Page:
Rooms at the Fairmont Royal Pavilion, perched on the platinum beaches of Barbados, can run north of $1,000 a night. Catch the catamaran snorkel cruise in the morning; be back ashore in time for the royal afternoon tea.
For some employees of Houlihan Lokey Inc., an offer is now on the table: A five-night stay at this Caribbean retreat, on the investment bank’s dime — a reward after a year of record profits. It also represents a silent plea to the company’s junior employees: Please don’t quit.
That same prayer is echoing all around Wall Street, where rates of turnover and burnout among young workers are accelerating. Banks have tried to turn the tide with raises, bonuses, vacations and even free Pelotons. All that means it’s never been more lucrative to be a young banker in the U.S.
The problem though is that it’s also never been more lucrative for aspirants to work outside the gilded world of finance. And the gap between banks and other employers like technology firms has narrowed.
“Is it the best time to be a banker in terms of making money? Sure,” says executive recruiter Dan Miller of True Search. “Is it a horrible time in terms of lifestyle? Absolutely.”
A presentation prepared by 13 first-year analysts at Goldman Sachs Group Inc. earlier this year drove a reckoning across Wall Street after it shone a spotlight on the working conditions for junior bankers — some of them were toiling hundred hours a week while their physical and mental health suffered. Goldman responded by easing up on weekend hours and pledging to increase staff in its most-active businesses.
Yet some industry veterans have harsh words for those complaining about the workload. Cantor Fitzgerald’s Howard Lutnick has suggested some of the young workers who consider leaving finance might simply not be cut out for it. “Young bankers who decide they’re working too hard — choose another living,” he told Bloomberg TV earlier this month.
And bank analysts’ grueling workloads have remained, and in some cases gotten worse. As Covid-19 took hold of the nation last year, the mantra of “work hard, play hard” turned into “work hard, sit on your couch,” all while the economy ran hot and deals proliferated.
Frustrated and overworked, many of them turned to the anonymous ex-banker behind the popular finance-meme account “Litquidity” for support. In an interview, he said he was flooded with messages on Twitter and Instagram from young industry colleagues who were fed up and weighing whether the job was worth it.
Lit, as he calls himself, was at the time a senior associate in investment banking and knew all too well what they were going through. He, too, felt exhausted and stressed, and at one point went to see a doctor to check up concerning heart palpitations.
“You know the feeling when your stomach just sinks? I felt that in my heart,” he said by phone from New York’s Central Park. It’s probably stress-related, his doctor concluded. This past winter, Lit quit his job to focus on growing on the Litquidity brand and penning a daily newsletter. He says he's also working to launch a venture capital fund.
It’s not just in finance that workers are becoming more demanding — a similar scenario playing out nationwide. Businesses from McDonald’s Corp. to country clubs in Nashville, Tennessee, have raised wages and offered hiring bonuses to lure new workers. From March to May, the rate of U.S. workers voluntarily quitting their jobs rose to its highest level in at least two decades. In Washington, lawmakers are sparring over raising the minimum wage to $15 an hour.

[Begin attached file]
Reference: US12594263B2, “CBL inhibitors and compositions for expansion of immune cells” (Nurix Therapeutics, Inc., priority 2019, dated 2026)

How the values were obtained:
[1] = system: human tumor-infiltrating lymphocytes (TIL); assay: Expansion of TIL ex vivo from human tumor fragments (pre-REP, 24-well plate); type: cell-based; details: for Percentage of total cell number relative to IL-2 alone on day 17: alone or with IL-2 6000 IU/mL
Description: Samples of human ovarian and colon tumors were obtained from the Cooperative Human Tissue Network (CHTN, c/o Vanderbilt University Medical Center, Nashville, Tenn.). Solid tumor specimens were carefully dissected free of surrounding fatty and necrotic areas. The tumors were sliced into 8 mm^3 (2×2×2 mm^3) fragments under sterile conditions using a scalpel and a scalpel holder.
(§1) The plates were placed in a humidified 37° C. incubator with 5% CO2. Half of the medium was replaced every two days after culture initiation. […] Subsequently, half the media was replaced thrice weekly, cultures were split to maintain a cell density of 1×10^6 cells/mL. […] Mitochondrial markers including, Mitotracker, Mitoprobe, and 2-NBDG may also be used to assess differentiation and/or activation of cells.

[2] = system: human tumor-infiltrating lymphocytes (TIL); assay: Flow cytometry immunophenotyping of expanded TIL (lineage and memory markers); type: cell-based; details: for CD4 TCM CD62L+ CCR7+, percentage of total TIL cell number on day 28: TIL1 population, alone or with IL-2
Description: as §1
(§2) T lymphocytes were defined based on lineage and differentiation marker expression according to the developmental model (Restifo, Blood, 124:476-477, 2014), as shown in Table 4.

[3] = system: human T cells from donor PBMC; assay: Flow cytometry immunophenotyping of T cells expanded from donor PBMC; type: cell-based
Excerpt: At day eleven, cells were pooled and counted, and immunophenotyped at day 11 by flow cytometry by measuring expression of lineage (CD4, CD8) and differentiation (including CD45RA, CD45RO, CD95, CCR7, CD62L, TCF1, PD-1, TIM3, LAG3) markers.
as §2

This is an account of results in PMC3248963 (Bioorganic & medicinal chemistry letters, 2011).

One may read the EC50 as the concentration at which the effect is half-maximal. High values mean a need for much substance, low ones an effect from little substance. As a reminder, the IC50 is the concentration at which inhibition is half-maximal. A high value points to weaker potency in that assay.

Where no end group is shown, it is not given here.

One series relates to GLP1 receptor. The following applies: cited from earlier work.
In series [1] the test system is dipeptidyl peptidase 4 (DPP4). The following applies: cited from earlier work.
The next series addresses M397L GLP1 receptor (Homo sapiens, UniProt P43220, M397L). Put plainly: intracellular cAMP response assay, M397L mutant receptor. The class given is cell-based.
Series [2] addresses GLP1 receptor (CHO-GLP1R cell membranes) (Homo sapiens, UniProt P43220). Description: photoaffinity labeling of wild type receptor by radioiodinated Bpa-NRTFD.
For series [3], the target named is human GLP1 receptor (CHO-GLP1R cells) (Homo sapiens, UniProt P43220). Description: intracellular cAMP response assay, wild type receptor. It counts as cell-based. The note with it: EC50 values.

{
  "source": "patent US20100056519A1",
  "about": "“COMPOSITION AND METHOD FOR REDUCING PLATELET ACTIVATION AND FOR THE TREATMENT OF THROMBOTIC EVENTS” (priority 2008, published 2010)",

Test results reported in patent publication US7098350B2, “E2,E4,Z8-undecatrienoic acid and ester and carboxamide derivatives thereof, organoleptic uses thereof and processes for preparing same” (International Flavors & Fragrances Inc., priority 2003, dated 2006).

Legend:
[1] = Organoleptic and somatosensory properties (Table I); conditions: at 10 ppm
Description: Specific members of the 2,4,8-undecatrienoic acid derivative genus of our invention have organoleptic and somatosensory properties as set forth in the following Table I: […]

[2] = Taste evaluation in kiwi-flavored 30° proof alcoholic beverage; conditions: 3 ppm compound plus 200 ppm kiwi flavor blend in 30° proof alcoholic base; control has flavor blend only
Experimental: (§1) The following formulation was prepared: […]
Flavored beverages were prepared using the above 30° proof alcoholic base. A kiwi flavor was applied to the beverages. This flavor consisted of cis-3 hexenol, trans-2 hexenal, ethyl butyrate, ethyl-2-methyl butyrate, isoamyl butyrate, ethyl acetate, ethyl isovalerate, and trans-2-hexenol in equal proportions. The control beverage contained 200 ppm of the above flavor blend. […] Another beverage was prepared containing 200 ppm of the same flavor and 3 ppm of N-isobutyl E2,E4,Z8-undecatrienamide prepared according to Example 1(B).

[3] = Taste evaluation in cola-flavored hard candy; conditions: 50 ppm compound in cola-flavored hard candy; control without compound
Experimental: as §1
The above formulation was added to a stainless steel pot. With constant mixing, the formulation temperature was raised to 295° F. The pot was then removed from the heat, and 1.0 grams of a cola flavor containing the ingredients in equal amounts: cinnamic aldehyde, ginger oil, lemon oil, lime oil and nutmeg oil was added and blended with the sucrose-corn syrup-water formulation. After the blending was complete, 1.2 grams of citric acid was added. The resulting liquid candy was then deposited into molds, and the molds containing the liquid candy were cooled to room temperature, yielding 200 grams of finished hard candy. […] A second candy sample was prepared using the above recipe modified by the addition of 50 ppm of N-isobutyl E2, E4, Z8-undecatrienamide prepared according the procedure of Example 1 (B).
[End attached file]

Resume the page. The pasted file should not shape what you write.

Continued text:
Of course, the insulated world of finance and some other professional services operate on a significantly higher plane in terms of pay. Last month dozens of the country’s top law firms raised first-year wages to $202,500, give or take a couple of thousand. They’re also offering multiple annual bonuses and extra time off as they fight to retain talent and their workers face burnout.
Miller, who co-heads True Search’s financial services practice, says young bankers today have far more options than prior cohorts of analysts. Banks and consulting firms have long been a hiring source for private equity and, more recently, venture capital, tech and fintech. These days, with many of those industries hiring at record pace, many young bankers no longer have to stick it out for two years. They can depart early — or skip the sojourn in finance altogether.
Some bank chiefs have promised to ease the pressure. After the presentation by junior analysts, Goldman Chief Executive Officer David Solomon vowed to better enforce the rule that they should get Saturdays off. But sentiments carved into banking culture over decades don’t change easily. Lit pointed out that Goldman’s no-work-on-Saturdays policy has been in place since 2013.
“There has to be a way to get it to stick,” he said. “What good is making half a million if you’re working 20 hours a day?”
Of course, hardly all tech firms are filled with the stereotypical hoodie-wearing, sneaker-clad youngsters tapping away on laptops while curled up on bean bags, taking the occasional sip of Kombucha before jaunting off for a nap in sleep pods. But the broad strokes — a more relaxed office culture, more expansive remote-work options and better work-life balance — hold true, recruiters say.
And in recent years, as equity markets have boomed, it’s clear that tech can be an even faster path to both financial security and unfathomable wealth.
Kim Freehill, a managing director at financial services search firm FSJ Partners, said in an interview that hiring in fintech is so intense that some of her financial services clients are struggling to find available candidates for equity research jobs focused on that sector.
Lazard Ltd. CEO Peter Orszag seems to grasp the reality facing Wall Street: “It’s always going to be the case that investment banking involves hard work,” he told Bloomberg on July 1. But, he added, “it needs to be interesting hard work.”